Walk down Shijo Street, cross the river and you'll end up at Yasaka Shrine. The large read Tori gate at the dead end of the street is hard to miss.
Walk down Shijo Street, cross the river and you’ll end up at Yasaka Shrine. The large red torii gate at the dead end of the street is hard to miss.
If you walk all the way to the back of the property, there are beautiful willow trees and tranquil koi ponds.
If you walk all the way to the back of the property, there are beautiful willow trees and tranquil koi ponds.
If you're lucky enough to be there during one of the festivals, make sure to sample food from the vendors! Japanese festival food is unbelievably delicious. This is one of my favorite - ayu. Little fishes grilled around a charcoal fire.
If you’re lucky enough to be there during one of the festivals, make sure to sample food from the vendors! Japanese festival food is unbelievably delicious. This is one of my favorite – ayu. Little fish grilled around a charcoal fire.

Exit Yasaka through the gate on the right near the middle of the temple.  This will dump you out on to a street that leads you to Higashiyama.  Keep on walking and you’ll eventually end up on a pedestrian street that meanders its way up.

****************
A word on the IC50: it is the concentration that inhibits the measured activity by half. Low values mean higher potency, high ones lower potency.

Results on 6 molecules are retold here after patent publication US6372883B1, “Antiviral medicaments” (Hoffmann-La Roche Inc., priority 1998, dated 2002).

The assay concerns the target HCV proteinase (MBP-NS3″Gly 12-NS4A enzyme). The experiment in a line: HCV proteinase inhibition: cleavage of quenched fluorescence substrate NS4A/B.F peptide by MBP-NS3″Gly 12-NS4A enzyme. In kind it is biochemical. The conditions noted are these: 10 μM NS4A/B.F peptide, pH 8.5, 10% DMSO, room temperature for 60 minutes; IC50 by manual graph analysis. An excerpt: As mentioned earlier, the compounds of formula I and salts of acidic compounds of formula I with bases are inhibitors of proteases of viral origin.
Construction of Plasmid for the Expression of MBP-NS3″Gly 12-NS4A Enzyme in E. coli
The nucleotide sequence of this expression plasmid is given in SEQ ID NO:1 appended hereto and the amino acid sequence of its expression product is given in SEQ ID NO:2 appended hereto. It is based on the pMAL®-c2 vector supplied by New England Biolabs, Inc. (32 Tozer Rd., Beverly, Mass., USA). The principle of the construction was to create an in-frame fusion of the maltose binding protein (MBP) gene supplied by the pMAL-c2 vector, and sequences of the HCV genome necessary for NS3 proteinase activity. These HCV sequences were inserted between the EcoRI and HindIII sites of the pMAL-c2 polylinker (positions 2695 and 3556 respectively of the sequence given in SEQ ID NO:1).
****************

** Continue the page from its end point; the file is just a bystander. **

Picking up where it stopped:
The pedestrian street that winds its way up to Kiyomizu-dera. There are tons and tons of shops selling everything from delicious soft serve ice cream to kitschy tourist junk. Make sure to stop in some of the super touristic shops to try a sample of the traditional Kyoto triangle shaped treat, Yatsuhashi! Yatsuhashi are thin rice cakes with a sweet filling.
The pedestrian street that winds its way up to Kiyomizu-dera. There are tons and tons of shops selling everything from delicious soft serve ice cream to kitschy tourist junk. Make sure to stop in some of the super touristic shops to try a sample of the traditional Kyoto triangle shaped treat, Yatsuhashi! Yatsuhashi are thin rice cakes with a sweet filling.
Keep on walking and following the crowds. Hope you like stairs, since there's a few to climb.
Keep on walking and following the crowds. Hope you like stairs, since there’s a few to climb. Really, you don’t want to miss out on the ice cream in Japan. Kyoto makes an amazing green tea soft serve. Or try kinako flavor! Sweet roasted soy beans.
And you made it! This is the entrance to Kiyomizu-dera. This is probably one of the (if not THE) most popular temples in Kyoto, so be prepared for the crowds.
And you made it! This is the entrance to Kiyomizu-dera. This is probably one of the (if not THE) most popular temples in Kyoto, so be prepared for the crowds.